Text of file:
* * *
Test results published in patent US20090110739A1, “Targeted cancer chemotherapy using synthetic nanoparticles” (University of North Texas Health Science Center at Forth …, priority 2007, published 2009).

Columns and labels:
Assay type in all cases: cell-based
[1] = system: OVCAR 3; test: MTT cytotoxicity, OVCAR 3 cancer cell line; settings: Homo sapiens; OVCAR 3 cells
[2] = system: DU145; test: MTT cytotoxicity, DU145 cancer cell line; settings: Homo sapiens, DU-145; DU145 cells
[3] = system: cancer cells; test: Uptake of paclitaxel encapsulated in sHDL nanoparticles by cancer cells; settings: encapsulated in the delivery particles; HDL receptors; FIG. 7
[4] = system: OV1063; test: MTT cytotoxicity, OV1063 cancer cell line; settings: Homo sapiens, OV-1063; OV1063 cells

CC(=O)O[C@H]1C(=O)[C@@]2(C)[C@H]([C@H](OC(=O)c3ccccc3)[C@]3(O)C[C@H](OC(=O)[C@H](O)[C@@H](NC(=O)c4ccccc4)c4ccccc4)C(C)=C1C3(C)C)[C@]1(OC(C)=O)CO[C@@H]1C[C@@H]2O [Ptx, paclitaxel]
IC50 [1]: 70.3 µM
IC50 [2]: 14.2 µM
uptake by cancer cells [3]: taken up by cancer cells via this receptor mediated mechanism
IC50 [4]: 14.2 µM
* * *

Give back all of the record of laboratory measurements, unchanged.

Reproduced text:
Test results published in patent US20090110739A1, “Targeted cancer chemotherapy using synthetic nanoparticles” (University of North Texas Health Science Center at Forth …, priority 2007, published 2009).

Columns and labels:
Assay type in all cases: cell-based
[1] = system: OVCAR 3; test: MTT cytotoxicity, OVCAR 3 cancer cell line; settings: Homo sapiens; OVCAR 3 cells
[2] = system: DU145; test: MTT cytotoxicity, DU145 cancer cell line; settings: Homo sapiens, DU-145; DU145 cells
[3] = system: cancer cells; test: Uptake of paclitaxel encapsulated in sHDL nanoparticles by cancer cells; settings: encapsulated in the delivery particles; HDL receptors; FIG. 7
[4] = system: OV1063; test: MTT cytotoxicity, OV1063 cancer cell line; settings: Homo sapiens, OV-1063; OV1063 cells

CC(=O)O[C@H]1C(=O)[C@@]2(C)[C@H]([C@H](OC(=O)c3ccccc3)[C@]3(O)C[C@H](OC(=O)[C@H](O)[C@@H](NC(=O)c4ccccc4)c4ccccc4)C(C)=C1C3(C)C)[C@]1(OC(C)=O)CO[C@@H]1C[C@@H]2O [Ptx, paclitaxel]
IC50 [1]: 70.3 µM
IC50 [2]: 14.2 µM
uptake by cancer cells [3]: taken up by cancer cells via this receptor mediated mechanism
IC50 [4]: 14.2 µM